BUFFALO -- A prospect on the rise, one that fell in the ranks, and a less-polished project was how Assistant General Manager Brent Flahr described Minnesota's three selections on day two of the NHL Draft.
The Wild added Brandon Duhaime, a left wing, in the fourth round, and forward Dmitry Sokolov and defenseman Braydyn Chizen in the seventh.
Duhaime is a player whom Flahr said impressed the Wild from start-to-finish this season with the Tri-City Storm of the United States Hockey League. Duhaime is committed to play at Providence College this fall.
"He's come a long way," Flahr said. "He's a Florida kid who has come up, and worked his way into the USHL. He won a championship in Tri-City this year. He's a competitive, two-way winger. He's a smart player, and a kid that rose up our draft board from start to finish of the year. He's going to a real good program in Providence, and he has a chance to develop there well."
Flahr said Duhaime was a riser on the Wild's draft board after his season in Tri-City, and the strides he showed.
"He just does a lot of things right when he's on the ice, whether it's puck management — he goes to the hard areas, he's hard to play against, and he'll fight if he has to," Flahr said. "He has a good understanding of the game at both ends of the rink, and we feel his strength and skating will shift well."
Perhaps the most intriguing selection of the Wild's draft class was seventh round pick Sokolov. A Russian-born forward who played last year for the Sudbury Wolves of the Ontario Hockey League, Sokolov entered the season a projected top-15 pick, according to Flahr.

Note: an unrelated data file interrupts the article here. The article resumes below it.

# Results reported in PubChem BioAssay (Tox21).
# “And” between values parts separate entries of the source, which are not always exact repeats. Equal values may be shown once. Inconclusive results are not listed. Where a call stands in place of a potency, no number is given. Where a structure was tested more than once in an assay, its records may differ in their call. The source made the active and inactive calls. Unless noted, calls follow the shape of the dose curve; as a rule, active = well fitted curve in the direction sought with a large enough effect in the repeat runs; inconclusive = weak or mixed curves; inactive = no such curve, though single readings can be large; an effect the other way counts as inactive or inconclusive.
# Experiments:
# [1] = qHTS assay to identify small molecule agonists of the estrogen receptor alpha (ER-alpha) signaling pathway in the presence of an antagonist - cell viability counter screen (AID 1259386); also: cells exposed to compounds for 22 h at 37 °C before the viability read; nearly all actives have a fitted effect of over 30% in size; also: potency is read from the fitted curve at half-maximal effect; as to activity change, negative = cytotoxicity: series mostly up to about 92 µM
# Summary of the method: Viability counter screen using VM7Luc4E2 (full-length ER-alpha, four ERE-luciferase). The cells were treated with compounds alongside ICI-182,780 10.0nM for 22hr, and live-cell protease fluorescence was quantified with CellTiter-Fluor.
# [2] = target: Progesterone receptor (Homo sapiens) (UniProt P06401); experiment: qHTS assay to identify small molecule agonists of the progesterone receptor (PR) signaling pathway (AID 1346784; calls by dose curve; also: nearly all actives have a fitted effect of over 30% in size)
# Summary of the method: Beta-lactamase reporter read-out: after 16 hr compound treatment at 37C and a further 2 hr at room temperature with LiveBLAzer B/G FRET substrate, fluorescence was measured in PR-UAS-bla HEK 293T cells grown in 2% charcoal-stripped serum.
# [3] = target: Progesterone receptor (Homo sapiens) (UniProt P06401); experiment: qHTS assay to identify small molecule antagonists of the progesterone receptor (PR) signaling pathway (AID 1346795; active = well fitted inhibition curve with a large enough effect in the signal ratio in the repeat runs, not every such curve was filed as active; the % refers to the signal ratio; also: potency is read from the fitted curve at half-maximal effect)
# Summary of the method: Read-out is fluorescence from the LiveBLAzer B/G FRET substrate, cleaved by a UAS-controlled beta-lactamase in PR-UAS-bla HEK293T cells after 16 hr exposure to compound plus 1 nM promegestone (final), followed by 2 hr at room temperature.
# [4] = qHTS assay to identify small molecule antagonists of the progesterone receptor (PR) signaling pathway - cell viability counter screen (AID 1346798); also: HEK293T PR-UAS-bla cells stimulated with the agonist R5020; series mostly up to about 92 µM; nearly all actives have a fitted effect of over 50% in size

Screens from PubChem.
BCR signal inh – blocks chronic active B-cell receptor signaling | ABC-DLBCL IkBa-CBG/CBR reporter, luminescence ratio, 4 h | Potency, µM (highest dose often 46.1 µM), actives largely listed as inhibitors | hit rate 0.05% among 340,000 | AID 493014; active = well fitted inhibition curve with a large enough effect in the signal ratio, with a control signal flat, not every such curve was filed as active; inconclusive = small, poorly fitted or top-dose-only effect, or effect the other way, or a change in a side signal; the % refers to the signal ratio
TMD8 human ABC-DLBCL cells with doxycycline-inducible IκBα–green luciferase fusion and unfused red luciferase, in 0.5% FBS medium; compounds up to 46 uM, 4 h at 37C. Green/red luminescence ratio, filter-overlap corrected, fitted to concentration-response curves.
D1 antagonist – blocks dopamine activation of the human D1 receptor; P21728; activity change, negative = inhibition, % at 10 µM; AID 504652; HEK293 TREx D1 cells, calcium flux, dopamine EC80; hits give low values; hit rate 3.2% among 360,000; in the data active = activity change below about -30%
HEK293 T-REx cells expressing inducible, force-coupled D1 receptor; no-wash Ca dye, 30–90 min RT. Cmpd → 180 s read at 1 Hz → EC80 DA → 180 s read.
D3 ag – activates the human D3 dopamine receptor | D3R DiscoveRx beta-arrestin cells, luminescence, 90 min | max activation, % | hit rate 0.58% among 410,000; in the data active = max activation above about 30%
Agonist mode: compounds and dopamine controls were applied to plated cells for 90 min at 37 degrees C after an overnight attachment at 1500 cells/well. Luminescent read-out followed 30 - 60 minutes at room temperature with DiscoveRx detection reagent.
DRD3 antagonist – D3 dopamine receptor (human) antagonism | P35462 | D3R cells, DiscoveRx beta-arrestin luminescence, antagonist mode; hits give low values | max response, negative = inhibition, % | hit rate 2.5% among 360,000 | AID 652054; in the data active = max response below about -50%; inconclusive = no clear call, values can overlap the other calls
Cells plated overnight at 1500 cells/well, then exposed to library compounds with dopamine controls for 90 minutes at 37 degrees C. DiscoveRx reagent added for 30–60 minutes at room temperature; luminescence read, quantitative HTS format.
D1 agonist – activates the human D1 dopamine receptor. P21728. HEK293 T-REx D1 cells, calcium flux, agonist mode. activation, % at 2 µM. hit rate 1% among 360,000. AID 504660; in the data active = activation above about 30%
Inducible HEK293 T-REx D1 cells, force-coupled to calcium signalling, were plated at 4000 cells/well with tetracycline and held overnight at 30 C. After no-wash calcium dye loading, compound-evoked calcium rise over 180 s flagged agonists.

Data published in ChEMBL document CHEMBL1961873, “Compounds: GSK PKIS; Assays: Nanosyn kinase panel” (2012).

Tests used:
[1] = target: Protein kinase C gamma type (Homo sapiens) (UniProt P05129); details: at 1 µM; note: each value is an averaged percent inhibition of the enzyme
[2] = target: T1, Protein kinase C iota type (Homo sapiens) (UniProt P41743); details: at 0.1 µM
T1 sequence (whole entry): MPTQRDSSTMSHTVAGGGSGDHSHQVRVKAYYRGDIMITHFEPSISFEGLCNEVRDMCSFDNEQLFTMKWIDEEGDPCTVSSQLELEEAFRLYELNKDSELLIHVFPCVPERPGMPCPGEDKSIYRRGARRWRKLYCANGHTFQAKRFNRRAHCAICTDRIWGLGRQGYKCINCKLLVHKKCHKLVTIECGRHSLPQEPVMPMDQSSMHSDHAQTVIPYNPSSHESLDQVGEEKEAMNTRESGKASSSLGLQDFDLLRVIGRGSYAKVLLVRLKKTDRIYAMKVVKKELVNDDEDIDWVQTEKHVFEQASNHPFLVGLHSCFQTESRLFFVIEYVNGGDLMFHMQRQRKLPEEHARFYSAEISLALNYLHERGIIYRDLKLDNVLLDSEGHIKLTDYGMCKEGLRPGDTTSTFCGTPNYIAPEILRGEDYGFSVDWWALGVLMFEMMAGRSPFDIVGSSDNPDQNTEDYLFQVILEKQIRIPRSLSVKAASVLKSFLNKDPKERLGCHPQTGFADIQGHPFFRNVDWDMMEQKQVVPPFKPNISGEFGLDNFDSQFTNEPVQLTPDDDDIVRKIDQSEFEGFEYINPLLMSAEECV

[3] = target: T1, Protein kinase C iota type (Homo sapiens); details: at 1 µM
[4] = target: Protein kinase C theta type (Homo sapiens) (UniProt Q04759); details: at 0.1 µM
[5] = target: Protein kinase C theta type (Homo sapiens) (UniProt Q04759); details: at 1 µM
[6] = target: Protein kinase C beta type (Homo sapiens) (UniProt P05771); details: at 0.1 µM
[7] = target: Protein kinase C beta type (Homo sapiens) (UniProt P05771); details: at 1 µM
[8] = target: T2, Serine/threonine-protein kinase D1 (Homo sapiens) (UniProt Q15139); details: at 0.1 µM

"This year, due to injury and conditioning, he fell," Flahr said. "So he's a kid that, we think if we can get him on the right track, and get him committed to the conditioning side of the game, he's a top talent."
Sokolov is represented by Mikael Granlund's agent, and the Wild brass said it felt it could have been snagging a diamond-in-the-rough in Sokolov, who scored 30 goals and had 52 points in 68 games in what was characterized as a down year.
"We're obviously hoping that we're buying a quality stock at a low price," General Manager Chuck Fletcher said. "Time will tell, but at that part of the draft it was, to me, a very logical gamble to make.
"He's a young man with great talent, a talent certainly worthy of a selection much higher than when he was selected."
Sokolov has played in international competitions with 2015 Wild draft pick Kirill Kaprizov. His best friend is another Minnesota prospect, Pavel Jenys, who just finished his second year playing for Niagara in the Ontario Hockey League.
"It's very exciting. I'm very happy," Sokolov said of being drafted. "I like scoring goals."
Sokolov, who moved to Sudbury this year after spending all of his amateur career in Russia, has eyes on a professional career in North America.
"The OHL is better than the Russian league," Sokolov said. "It's a small rink, and I want to play in the NHL."
The third and final Minnesota pick of the day was used to select Chizen, a defenseman who plays for the Kelowna Rockets.
"He's a project," Flahr said. "He's close to 6-foot-8. He can skate, he's got basic tools, he's got an edge to his game, and we know he's still growing into his body."
Kelowna has gained a reputation for churning out sterling NHL defenseman. It's the alma mater of Duncan Keith, Shea Weber, Tyler Myers, and the current team of 2016 first round pick Lucas Johansen, brother of Ryan of the Nashville Predators.
"It's going to take some time, but plays in a real good program in Kelowna that produces hockey players, and especially defenseman," Flahr said. "We thought it was a good pick at the time."